Picture: Christian G.E.Schiller and Uwe Luetzkendorf
A few weeks ago I visited with the Weinfreundeskreis Hochheim the Saale Unstrut wine region in the eastern part of Germany. We visited 7 wineries during a period of 4 days. Weingut Luetzkendorf was one of wineries. It is one of 2 Saale Unstrut wineries that have been admitted to the club of German elite winemakers, the VDP. The other one is Weingut Pawis. I have reported about Weingut Pawis here.
The Saale Unstrut Wine Region
The Saale Unstrut wine region is Germany’s most northern wine region, in the valleys of the Saale and Unstrut rivers, around Freyburg and Naumburg. With 730 hectares of vineyard area, it is one of the smaller wine regions in Germany. The oldest record of viticulture dates back to the year 998 during the reign of Emperor Otto III.
Located in the area of the former German Democratic Republic (GDR), Saale-Unstrut has become a thriving emerging wine region after the Berlin Wall came down in 1989 (as Sachsen, the other wine region in the area of the former GDR; Sachsen is half of the size of Saale Unstrut).
Picture: Germany's 13 Wine Regions
Basically, all of the wineries we visited have experienced rapid growth and large investments over the past years, following 50 years of communism that did not allow for private initiative. In a way, Saale Unstrut is an emerging wine region in an old world wine country. It is pretty much an emerging market situation there, but without any foreign investors.
Most of the region's vineyards are situated in the State of Saxony-Anhalt, with the remainder in the State of Thuringia and in the State of Brandenburg (the "Werderaner Wachtelberg" near Potsdam). The vineyards are located on the hillsides lining the Saale and Unstrut rivers. It all looks very attractive, with steep terraces, dry stone walls and century-old vineyard cottages, interspersed with meadows, floodplains. High above, are defiant castles and palaces. Saale Unstrut is located in a region that was the intellectual and cultural center of Germany (Heiliges Roemisches Reich Deutscher Nationen) for many centuries. The second German university (after Prague) was the University of Leipzig, which is just 50 km away from Saale Unstrut. Schiller and Goethe, to name just 2, lived here. Culture, history, nature and wine are combined here perfectly.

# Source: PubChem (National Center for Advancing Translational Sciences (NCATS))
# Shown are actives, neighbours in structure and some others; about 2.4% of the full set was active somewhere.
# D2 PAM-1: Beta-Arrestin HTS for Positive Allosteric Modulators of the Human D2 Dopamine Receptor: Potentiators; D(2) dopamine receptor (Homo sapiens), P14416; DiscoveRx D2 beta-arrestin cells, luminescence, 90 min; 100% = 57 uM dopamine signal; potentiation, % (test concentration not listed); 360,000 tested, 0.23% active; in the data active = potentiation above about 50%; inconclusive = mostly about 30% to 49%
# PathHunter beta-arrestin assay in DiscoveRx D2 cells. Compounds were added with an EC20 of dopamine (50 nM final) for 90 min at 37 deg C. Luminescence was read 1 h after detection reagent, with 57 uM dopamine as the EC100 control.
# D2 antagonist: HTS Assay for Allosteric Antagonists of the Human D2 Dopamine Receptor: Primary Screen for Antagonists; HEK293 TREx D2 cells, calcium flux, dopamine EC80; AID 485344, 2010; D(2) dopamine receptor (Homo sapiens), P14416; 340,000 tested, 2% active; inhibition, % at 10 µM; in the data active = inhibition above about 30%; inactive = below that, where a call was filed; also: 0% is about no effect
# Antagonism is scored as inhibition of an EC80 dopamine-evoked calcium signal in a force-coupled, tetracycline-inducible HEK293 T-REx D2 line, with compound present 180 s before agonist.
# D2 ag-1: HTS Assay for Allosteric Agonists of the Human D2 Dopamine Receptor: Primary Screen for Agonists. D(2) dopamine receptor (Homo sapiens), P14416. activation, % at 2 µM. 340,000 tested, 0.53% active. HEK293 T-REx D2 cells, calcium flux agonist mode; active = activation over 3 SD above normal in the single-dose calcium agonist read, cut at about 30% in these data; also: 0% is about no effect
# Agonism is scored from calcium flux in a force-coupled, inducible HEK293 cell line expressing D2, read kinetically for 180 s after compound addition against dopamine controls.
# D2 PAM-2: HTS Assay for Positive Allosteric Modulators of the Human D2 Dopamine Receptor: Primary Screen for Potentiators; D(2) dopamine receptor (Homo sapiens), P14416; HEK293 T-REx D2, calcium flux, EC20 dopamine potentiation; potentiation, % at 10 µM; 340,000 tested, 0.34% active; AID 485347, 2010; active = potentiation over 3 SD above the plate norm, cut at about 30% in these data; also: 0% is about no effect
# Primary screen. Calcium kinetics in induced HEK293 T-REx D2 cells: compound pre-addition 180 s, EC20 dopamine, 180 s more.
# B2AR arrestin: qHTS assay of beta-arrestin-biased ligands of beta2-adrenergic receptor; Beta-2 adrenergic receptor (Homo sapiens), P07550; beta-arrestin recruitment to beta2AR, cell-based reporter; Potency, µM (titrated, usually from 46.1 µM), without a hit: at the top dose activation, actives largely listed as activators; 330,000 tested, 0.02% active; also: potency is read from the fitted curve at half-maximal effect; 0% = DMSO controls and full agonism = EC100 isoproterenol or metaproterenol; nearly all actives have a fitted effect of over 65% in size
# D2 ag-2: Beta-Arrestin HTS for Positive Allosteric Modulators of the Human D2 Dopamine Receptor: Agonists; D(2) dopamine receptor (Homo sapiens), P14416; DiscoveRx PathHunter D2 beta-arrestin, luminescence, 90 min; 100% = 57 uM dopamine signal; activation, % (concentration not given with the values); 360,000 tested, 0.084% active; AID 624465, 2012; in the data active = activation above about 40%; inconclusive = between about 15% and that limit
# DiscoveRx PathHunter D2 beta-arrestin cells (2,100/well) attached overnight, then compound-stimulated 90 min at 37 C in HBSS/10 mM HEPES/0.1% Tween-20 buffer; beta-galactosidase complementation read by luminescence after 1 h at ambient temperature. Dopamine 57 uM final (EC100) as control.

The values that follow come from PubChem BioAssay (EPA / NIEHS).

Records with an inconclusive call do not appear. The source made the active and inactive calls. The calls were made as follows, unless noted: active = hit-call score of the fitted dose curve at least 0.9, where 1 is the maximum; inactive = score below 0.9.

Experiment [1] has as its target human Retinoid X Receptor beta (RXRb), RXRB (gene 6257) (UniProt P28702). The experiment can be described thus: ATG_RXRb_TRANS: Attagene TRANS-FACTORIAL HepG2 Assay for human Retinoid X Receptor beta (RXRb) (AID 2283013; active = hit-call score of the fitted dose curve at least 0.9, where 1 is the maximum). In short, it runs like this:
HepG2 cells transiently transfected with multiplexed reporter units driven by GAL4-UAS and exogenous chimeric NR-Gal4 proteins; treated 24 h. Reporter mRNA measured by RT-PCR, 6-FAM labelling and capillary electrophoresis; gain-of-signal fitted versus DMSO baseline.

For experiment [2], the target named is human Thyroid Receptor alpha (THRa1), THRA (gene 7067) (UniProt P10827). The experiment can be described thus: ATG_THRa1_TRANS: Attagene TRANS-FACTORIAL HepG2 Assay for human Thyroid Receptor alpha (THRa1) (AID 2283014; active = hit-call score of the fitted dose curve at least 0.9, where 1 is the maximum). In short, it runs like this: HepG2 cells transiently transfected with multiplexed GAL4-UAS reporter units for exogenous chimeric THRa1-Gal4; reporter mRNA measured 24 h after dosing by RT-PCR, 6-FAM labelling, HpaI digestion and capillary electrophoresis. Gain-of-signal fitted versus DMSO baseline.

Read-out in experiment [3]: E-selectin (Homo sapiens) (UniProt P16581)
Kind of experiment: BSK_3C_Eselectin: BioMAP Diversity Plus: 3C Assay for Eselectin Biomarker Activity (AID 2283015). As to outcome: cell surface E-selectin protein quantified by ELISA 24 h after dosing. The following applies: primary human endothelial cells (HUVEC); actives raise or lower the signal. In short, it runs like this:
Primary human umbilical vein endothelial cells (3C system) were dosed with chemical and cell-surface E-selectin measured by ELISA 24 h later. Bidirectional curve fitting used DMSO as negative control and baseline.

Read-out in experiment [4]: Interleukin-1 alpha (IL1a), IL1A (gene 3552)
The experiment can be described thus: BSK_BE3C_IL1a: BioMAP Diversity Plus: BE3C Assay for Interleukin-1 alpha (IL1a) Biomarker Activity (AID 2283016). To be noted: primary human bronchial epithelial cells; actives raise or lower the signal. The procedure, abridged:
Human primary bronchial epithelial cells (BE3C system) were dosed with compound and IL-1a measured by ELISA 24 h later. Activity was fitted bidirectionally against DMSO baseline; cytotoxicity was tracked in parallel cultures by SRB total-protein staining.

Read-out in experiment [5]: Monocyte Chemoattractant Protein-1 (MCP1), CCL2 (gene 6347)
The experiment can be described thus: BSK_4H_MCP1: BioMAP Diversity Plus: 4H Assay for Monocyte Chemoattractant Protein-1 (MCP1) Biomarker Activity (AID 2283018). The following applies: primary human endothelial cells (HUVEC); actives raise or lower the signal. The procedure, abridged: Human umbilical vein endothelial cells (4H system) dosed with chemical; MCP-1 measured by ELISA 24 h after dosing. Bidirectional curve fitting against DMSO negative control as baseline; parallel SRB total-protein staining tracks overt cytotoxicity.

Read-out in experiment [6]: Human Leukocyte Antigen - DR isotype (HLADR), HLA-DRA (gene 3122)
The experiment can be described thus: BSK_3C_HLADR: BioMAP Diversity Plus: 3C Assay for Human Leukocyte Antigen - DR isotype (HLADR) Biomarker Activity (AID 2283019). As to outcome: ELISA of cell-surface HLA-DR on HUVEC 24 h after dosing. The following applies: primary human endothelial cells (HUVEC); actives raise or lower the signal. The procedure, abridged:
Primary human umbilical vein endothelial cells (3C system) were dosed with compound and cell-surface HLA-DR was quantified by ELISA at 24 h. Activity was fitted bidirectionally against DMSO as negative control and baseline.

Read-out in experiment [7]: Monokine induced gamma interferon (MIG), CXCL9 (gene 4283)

Pictures: Saale Unstrut
Saale-Unstrut exports almost no wine and sells very little in the western part of Germany. Most of it is consumed in East Germany. The quality price ratio is not very favorable, so Saale Unstrut wines have a hard time to compete with the wines in West Germany. But the Saale Unstrut wine makers have no problems at all to sell their wine, as the Saale Unstrut wine is very popular with the locals and the tourists visiting East Germany, including the Baltic Sea. Of course, when you visit Weimar, Erfurth or Leipzig, to name a few of the many very historic towns of the eastern part of Germany, you want to drink local – either Saale Unstrut or Sachsen wines.
Saale-Unstrut is the northernmost of Germany's wine regions, and is therefore one of Europe's northernmost traditional wine regions. It lies to the north of the 51st degree of latitude, which was considered to be the limit for viticulture before global warming. Also, the weather is more variable than in the regions to the west. All the winemakers we met were concerned about the danger of late and winter frosts.